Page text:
The PCB is refusing to provide No Objection Certificate (NOC) to Pakistani players – contracted or not contracted – who want to participate in the upcoming BBL season. The board has also not clarified whether it will allow the players to take part in the ILT20 in the UAE early next year. It is believed that the reason for this trend is the packed calendar – domestic and international. But it is not clear why players without contracts are being banned at the national or domestic level.
With the addition of the new league of ILT20 and CSA, the demand for Pakistani players is likely to be more than ever. But, at present, even putting one’s name in the draft requires permission from the PCB, forgetting to get the NOC to play.
As a result, there is a growing sense of despair among Pakistan’s top players, who feel they are missing out on huge monetary gains – effectively barred from playing in the IPL. There was a suggestion at one stage that the PCB could compensate players for not playing in other leagues, but the high value of contracts in those leagues – upwards of US$400,000 in ILT20 – has since seen the PCB silent. offer.
Contributing to the mess is the upcoming issue of player central contracts, although the matters are not directly connected. The PCB announced that it is offering to split 33 contracts between white and red-ball players for 2022-23. Players have asked the board for copies of the contracts so that they can pass them legally before deciding to sign them.
This is standard practice in most countries, but has not been the case in Pakistan, where players are used to being given their central contracts – usually just before the tour, or during the pre-tour camp – and after signing and returning. is called for. them almost immediately. Often, these contracts are up to 150 pages long.
Historically, the PCB has not formally negotiated a liaison with players, and players have rarely disputed a clause, beyond ensuring satisfactory annual pay increases. But the current crop of players are becoming increasingly aware of their commercial value and how it should be represented in contracts.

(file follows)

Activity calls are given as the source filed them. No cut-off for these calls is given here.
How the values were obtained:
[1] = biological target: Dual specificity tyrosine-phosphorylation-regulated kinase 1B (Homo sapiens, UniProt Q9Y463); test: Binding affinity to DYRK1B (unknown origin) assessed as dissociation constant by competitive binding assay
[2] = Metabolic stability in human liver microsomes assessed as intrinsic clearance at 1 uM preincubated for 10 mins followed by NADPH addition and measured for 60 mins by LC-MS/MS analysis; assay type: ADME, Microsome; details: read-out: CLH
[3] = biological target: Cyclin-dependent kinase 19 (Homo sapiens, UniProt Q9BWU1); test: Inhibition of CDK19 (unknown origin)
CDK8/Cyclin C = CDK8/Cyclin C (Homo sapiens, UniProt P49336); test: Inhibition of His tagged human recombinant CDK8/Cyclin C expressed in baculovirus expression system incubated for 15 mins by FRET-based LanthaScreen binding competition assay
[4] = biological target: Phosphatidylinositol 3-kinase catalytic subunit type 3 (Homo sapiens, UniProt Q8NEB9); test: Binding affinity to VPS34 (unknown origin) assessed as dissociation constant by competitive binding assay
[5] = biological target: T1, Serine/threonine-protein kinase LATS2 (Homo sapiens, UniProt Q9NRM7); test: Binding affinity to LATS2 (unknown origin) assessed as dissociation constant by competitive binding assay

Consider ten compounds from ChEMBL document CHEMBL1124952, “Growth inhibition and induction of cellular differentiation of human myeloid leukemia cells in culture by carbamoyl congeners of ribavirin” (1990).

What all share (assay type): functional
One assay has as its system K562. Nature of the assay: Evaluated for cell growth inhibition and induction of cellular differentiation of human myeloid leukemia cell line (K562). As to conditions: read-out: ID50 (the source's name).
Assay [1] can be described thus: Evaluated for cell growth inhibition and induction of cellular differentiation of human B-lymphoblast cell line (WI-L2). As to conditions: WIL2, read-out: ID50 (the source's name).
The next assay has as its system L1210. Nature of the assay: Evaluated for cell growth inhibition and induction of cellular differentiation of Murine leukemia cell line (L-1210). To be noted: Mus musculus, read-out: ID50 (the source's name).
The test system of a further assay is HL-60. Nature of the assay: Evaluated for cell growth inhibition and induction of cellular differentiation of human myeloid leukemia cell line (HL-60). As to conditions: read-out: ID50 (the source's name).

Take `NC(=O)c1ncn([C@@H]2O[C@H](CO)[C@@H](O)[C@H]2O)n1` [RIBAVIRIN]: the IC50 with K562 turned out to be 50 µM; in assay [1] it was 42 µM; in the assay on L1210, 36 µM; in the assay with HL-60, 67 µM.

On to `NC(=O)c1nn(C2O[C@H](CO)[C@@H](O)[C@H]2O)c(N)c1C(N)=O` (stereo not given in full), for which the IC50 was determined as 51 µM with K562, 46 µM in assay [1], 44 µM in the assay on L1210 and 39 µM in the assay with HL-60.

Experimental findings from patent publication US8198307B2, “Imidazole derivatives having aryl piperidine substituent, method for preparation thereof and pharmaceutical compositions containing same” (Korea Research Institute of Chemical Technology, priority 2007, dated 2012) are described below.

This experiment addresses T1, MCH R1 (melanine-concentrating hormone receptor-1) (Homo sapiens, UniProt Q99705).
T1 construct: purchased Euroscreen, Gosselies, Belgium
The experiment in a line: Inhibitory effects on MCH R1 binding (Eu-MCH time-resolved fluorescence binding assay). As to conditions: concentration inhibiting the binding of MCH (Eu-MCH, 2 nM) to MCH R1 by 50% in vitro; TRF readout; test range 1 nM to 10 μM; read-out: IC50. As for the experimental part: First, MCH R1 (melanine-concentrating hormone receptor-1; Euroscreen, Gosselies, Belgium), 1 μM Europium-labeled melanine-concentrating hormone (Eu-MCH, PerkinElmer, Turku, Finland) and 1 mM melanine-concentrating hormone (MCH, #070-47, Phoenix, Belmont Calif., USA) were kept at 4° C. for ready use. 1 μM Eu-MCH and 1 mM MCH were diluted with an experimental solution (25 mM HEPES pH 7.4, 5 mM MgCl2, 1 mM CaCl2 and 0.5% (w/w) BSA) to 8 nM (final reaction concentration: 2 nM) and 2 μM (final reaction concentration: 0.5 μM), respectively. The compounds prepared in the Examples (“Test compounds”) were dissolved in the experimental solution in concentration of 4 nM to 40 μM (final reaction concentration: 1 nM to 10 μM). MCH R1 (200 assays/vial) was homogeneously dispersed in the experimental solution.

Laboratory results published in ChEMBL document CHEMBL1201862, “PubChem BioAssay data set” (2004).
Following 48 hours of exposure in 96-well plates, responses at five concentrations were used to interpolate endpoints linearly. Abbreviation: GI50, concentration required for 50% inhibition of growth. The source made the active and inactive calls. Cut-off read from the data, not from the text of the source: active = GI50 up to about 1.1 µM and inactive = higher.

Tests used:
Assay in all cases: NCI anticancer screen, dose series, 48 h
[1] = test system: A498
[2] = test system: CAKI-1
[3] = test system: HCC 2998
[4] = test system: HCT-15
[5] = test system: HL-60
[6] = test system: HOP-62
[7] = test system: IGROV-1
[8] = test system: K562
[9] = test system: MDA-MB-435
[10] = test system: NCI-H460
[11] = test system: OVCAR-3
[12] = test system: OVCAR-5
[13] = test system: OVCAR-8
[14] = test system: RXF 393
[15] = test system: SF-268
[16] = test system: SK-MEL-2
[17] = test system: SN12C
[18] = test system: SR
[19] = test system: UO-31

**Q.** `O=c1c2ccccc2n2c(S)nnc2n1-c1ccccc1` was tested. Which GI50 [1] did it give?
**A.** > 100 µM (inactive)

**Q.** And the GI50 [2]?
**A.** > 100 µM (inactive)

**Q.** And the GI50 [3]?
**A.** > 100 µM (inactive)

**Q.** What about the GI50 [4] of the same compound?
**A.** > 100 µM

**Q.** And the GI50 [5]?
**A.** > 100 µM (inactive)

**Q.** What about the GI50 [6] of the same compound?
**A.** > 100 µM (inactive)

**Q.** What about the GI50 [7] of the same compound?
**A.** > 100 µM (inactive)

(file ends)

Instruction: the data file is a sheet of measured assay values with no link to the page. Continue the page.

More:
As a recent example, a player was initially told that he could not sign a personal deal with a company that is in the same industry as an affiliate of the PCB. [not title] Sponsor While there are clauses in the contract that prevent players from signing deals that conflict with Pakistan’s principle sponsorship – for example, an individual deal with a company that is in direct competition with Pepsi, the PCB’s title Sponsors – The policy is not clear about small sponsorships. In this instance, through his legal representation, the player was able to persuade the PCB to obey.
At present, there is no evidence that players cannot sign contracts in the form of a bargaining chip to force the PCB to backtrack on the issue of NOCs, but matters are likely to flare up.
As was the case in November 2019, the absence of a players’ union in Pakistan is the elephant in the room, negotiating central contracts and looking after player welfare, as well as implementing comprehensive policies that serve as a framework for such situations. can function as , Normally, player agents have played the role but the PCB refuses to deal with them on contracts. There have been many attempts in the past to form a union, none have been successful.
PCB has been contacted for comment.
Umar Farooq is ESPNcricinfo’s Pakistan correspondent